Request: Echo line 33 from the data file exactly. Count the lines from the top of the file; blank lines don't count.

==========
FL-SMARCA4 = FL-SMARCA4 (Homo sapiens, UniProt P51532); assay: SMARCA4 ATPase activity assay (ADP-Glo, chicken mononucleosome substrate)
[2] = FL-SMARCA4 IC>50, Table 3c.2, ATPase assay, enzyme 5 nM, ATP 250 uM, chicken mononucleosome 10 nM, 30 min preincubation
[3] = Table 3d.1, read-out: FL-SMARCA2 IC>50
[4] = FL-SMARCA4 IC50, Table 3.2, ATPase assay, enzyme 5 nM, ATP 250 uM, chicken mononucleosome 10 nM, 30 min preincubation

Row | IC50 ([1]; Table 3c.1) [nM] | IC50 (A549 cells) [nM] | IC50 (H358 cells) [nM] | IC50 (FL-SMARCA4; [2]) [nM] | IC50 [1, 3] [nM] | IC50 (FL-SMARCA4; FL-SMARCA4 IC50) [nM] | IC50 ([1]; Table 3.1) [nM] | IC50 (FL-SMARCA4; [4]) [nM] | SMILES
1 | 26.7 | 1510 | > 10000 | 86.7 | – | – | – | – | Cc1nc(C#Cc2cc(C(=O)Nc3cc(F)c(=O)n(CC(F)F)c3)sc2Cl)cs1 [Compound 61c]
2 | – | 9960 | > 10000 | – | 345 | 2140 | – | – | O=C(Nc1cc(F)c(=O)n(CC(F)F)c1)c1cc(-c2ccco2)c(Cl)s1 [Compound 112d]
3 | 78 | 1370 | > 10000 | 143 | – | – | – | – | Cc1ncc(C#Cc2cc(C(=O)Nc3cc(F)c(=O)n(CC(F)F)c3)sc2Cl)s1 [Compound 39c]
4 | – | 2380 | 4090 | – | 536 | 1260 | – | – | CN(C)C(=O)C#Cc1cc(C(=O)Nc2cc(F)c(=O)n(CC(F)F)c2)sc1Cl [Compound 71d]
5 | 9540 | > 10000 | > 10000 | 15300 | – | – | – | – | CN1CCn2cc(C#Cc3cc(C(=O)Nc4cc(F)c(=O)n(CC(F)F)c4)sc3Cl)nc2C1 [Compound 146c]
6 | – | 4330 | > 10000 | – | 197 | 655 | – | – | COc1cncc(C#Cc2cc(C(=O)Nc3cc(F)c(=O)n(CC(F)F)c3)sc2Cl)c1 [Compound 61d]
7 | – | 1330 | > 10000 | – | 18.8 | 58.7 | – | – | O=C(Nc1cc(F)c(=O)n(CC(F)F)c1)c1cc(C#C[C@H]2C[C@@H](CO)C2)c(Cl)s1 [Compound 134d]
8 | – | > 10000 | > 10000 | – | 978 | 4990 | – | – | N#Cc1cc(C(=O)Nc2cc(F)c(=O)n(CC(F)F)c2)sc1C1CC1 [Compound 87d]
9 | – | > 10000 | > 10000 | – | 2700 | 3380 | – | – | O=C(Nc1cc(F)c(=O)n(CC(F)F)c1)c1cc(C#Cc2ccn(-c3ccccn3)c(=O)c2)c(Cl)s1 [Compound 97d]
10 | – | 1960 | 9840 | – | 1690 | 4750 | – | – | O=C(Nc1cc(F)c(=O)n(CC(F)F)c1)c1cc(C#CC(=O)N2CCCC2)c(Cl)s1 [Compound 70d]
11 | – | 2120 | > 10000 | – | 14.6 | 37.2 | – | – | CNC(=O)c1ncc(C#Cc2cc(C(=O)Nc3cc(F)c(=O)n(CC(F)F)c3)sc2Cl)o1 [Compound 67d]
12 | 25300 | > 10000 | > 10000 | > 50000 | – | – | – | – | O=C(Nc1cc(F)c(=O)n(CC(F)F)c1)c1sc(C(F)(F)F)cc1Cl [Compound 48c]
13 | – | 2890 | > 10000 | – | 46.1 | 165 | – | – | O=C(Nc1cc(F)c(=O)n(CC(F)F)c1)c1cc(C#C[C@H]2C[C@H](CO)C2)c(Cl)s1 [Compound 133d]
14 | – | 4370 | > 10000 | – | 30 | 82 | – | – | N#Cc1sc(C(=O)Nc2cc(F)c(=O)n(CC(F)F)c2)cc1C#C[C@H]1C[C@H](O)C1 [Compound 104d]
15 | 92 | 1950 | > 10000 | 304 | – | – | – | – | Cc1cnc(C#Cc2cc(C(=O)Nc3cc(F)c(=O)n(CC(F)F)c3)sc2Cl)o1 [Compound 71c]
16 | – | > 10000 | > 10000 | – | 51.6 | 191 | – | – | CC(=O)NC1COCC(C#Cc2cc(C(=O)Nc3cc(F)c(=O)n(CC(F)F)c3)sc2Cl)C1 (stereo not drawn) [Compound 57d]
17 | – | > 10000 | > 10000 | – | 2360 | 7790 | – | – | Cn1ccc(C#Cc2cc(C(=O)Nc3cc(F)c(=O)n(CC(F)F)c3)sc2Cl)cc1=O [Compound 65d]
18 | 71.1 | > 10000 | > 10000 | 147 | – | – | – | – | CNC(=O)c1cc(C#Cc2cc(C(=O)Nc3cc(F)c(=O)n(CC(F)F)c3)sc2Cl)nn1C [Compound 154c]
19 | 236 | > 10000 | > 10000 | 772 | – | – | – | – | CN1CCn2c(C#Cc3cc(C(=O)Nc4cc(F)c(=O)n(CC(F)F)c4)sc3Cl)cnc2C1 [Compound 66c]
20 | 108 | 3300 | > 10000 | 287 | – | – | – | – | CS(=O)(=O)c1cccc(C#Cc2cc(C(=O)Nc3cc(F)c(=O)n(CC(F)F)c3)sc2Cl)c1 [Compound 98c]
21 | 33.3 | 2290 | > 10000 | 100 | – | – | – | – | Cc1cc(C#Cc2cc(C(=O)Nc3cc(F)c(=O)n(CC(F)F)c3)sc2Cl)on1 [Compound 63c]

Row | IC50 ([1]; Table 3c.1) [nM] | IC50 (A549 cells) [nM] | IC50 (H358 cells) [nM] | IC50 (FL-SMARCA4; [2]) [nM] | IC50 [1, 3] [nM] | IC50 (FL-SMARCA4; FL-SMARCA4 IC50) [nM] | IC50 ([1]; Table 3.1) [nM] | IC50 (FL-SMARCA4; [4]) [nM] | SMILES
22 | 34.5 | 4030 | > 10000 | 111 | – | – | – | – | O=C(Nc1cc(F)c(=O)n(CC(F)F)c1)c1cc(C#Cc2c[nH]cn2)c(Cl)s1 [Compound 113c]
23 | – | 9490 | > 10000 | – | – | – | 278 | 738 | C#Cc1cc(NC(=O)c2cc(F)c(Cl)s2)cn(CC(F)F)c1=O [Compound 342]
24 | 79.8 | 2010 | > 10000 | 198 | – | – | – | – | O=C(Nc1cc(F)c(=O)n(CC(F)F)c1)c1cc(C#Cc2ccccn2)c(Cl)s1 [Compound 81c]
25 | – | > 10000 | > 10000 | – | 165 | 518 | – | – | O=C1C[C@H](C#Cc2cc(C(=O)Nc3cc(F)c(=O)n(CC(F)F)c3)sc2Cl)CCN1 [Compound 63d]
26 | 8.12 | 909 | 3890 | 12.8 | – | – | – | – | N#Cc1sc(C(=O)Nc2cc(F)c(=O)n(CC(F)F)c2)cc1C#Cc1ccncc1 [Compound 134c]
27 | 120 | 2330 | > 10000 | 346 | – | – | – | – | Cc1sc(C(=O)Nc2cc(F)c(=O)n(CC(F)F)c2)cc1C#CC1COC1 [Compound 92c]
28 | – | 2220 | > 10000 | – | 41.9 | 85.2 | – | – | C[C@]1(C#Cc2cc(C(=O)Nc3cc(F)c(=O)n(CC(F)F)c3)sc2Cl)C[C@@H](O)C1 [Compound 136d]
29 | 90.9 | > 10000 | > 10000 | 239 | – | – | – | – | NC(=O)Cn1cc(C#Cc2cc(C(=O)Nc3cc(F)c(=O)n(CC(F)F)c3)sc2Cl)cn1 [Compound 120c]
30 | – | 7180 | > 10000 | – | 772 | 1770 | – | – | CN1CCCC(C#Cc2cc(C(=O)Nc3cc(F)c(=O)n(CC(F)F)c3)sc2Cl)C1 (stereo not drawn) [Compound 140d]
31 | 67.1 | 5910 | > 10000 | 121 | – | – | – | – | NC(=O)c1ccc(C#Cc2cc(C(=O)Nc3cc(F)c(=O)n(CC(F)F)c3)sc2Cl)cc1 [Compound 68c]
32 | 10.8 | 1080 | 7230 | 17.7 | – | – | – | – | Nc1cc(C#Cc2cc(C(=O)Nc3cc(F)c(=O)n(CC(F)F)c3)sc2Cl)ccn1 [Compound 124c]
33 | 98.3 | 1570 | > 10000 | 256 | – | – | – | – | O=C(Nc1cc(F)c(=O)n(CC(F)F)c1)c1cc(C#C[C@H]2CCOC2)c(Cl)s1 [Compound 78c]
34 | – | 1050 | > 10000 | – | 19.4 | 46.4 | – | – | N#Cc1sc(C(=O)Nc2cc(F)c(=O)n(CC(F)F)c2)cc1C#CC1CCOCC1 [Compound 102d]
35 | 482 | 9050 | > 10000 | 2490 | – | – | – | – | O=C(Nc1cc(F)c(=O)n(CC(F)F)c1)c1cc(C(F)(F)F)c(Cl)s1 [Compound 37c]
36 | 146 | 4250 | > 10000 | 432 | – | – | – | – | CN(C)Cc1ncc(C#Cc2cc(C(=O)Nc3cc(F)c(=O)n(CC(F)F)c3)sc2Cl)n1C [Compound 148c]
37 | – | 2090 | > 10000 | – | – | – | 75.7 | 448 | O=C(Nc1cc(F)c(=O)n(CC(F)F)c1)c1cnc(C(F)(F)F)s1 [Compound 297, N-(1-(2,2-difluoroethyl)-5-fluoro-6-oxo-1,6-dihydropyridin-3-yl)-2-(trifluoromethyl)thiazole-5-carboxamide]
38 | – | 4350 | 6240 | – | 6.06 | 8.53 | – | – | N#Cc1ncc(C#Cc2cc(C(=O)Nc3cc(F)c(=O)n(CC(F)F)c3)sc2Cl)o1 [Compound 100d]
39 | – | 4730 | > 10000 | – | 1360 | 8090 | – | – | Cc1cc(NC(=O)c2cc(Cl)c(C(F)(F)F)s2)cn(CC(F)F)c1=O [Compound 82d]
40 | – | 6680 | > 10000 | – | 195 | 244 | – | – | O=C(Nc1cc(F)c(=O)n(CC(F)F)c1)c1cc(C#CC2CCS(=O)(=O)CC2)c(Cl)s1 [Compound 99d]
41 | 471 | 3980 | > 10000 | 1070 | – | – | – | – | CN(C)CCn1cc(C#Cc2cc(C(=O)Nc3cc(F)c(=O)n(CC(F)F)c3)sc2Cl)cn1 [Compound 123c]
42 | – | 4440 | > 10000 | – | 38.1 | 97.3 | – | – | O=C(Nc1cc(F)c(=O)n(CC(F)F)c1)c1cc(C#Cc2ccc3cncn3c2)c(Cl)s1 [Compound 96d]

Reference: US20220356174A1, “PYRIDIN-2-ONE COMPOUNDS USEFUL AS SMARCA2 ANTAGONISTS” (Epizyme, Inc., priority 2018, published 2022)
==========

27 | 120 | 2330 | > 10000 | 346 | – | – | – | – | Cc1sc(C(=O)Nc2cc(F)c(=O)n(CC(F)F)c2)cc1C#CC1COC1 [Compound 92c]